The jstype typemap simply changes the resulting function return type to what we want it to be: String[]. The javaout typemap is explaining how we're doing a conversion from what the JNI call returns (a long since we deliberately stopped it getting wrapped as a normal null terminated string) and instead uses a bit of extra Java we wrote inside the module (pptr2array) to do that work for us.

Inside pptr2array we're essentially building up our output array byte by byte into each String. I used an ArrayList because I'd rather grow it dynamically than make two passes over the output. Using a ByteArrayOutputStream is a neat way to build a Byte array byte by byte, which has two main advantages:

  1. Multibyte unicode can work correctly like this. This is in contrast to casting each byte to char and appending to a String(Builder) individually.
  2. We can re-use the same ByteArrayOutputStream for each string, which lets the buffer get reused. Not really a deal breaker at this scale, but no harm done by doing it from day 1.

One more point to note: in order for $owner to be set correctly and indicate if we're expected to free() the memory returned from the C function you'll need to use %newobject. See discussion of $owner in docs.


Solution 2 - JNI

If you prefer you can write almost the same solution, but entirely in typemaps making a few JNI calls instead:

%module test
%{
#include "test.h"
#include <assert.h>
%}

%typemap(jni) const char *GetThings "jobjectArray";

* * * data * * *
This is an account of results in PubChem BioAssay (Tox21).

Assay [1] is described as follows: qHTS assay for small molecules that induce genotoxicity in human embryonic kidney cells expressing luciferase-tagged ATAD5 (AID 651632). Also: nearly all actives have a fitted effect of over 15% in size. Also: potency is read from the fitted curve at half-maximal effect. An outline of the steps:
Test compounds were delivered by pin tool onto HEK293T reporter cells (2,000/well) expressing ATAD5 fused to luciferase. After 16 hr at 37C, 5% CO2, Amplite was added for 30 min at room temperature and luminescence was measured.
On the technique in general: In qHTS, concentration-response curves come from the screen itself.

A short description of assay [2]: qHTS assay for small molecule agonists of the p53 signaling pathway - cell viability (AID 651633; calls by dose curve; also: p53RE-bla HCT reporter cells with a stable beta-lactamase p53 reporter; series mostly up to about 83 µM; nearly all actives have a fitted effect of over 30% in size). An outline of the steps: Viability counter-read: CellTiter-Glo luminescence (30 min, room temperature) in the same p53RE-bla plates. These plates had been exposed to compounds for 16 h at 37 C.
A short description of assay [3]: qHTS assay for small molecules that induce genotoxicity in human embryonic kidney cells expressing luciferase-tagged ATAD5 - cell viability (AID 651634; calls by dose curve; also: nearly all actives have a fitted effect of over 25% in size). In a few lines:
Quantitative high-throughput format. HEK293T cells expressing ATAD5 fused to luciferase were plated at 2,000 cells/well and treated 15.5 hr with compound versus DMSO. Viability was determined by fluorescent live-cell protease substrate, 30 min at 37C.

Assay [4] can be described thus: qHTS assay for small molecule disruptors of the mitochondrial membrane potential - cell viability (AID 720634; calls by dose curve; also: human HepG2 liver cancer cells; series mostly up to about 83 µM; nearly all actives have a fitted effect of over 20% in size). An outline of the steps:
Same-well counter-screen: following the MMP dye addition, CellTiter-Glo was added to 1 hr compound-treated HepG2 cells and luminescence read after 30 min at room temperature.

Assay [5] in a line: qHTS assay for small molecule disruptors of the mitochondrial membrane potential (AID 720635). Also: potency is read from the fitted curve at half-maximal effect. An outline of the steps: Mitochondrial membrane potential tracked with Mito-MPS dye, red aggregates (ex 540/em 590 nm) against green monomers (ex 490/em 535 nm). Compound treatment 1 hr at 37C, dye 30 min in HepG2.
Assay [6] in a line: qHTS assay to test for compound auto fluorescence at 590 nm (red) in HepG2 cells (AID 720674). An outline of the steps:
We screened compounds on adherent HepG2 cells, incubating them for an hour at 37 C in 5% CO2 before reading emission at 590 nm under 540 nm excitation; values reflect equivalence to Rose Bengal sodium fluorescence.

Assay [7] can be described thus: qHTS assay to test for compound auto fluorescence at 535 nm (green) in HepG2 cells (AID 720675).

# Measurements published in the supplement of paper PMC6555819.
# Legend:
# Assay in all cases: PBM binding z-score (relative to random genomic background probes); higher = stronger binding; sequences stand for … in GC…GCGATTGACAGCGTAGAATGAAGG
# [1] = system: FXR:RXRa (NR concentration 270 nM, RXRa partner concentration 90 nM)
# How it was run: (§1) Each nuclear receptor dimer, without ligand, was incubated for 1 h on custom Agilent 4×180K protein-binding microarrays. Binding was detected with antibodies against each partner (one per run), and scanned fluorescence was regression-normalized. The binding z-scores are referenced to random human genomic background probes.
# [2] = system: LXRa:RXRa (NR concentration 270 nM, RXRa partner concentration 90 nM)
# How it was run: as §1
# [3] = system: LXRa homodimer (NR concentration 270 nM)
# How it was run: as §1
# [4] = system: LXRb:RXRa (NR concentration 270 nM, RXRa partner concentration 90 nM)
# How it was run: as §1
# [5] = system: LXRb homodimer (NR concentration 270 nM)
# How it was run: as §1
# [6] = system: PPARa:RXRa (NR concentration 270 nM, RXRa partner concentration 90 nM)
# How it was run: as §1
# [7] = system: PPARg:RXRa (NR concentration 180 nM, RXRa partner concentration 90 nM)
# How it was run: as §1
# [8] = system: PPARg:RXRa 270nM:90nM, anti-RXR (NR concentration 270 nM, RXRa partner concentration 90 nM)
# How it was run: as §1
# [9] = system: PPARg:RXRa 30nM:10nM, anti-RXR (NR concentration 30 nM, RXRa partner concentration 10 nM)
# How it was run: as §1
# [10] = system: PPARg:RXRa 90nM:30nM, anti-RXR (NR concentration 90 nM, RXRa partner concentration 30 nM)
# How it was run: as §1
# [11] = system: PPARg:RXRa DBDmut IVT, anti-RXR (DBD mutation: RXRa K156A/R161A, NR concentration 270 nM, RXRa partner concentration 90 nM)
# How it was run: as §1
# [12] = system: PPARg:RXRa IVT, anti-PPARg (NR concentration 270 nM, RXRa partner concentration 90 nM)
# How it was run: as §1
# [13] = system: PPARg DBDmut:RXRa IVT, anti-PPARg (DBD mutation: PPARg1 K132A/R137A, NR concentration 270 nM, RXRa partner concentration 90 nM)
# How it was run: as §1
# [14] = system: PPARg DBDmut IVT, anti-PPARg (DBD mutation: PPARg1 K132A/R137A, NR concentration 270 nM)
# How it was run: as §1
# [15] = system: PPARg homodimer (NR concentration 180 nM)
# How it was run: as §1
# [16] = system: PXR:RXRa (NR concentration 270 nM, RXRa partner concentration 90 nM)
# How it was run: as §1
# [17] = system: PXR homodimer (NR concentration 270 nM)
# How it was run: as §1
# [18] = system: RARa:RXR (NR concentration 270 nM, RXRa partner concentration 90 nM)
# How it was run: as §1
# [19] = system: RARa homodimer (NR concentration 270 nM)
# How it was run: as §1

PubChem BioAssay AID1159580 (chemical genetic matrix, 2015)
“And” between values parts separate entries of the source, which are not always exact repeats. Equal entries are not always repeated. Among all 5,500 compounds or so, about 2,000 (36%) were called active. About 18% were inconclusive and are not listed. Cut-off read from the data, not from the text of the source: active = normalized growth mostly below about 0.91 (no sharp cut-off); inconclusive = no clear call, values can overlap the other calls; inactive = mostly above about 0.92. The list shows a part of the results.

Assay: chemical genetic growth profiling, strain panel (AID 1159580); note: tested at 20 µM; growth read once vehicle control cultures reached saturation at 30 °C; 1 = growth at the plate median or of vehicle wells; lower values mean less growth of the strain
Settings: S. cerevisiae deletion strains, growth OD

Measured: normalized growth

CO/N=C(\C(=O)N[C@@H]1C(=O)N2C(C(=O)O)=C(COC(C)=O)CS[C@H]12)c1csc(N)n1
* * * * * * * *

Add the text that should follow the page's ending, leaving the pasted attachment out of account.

%typemap(jtype) const char *GetThings "String[]";
%typemap(jstype) const char *GetThings "String[]";
%typemap(javaout) const char *GetThings {
  return $jnicall;
}
%typemap(out) const char *GetThings {
  size_t count = 0;
  const char *pos = $1;
  while (*pos) {
    while (*pos++); // SKIP
    ++count;
  }
  $result = JCALL3(NewObjectArray, jenv, count, JCALL1(FindClass, jenv, "java/lang/String"), NULL);
  pos = $1;
  size_t idx = 0;
  while (*pos) {
    jobject str = JCALL1(NewStringUTF, jenv, pos);
    assert(idx<count);
    JCALL3(SetObjectArrayElement, jenv, $result, idx++, str);
    while (*pos++); // SKIP
  }
  //free($1); // Iff you need to free the C function's return value
}

%include "test.h"

Here we've done essentially the same thing, but added 3 more typemaps. The jtype and jnitype typemaps tell SWIG what return types the generated JNI code and corresponding native function is going to return, as Java and C (JNI) type respectively. The javaout typemap get simpler, all it does is pass a String[] straight through as a String[].

The in typemap however is where the work happens. We allocate a Java array of String[] in the native code. This is done by making a first pass to simply count how many elements there are. (There's no neat way of doing this in one pass in C). Then in a second pass we call NewStringUTF and store that into the right place in the output array object we created previously.

All that remains to be done then is free the result the function returned if required. (In my example it's a const char* string literal so we don't free it).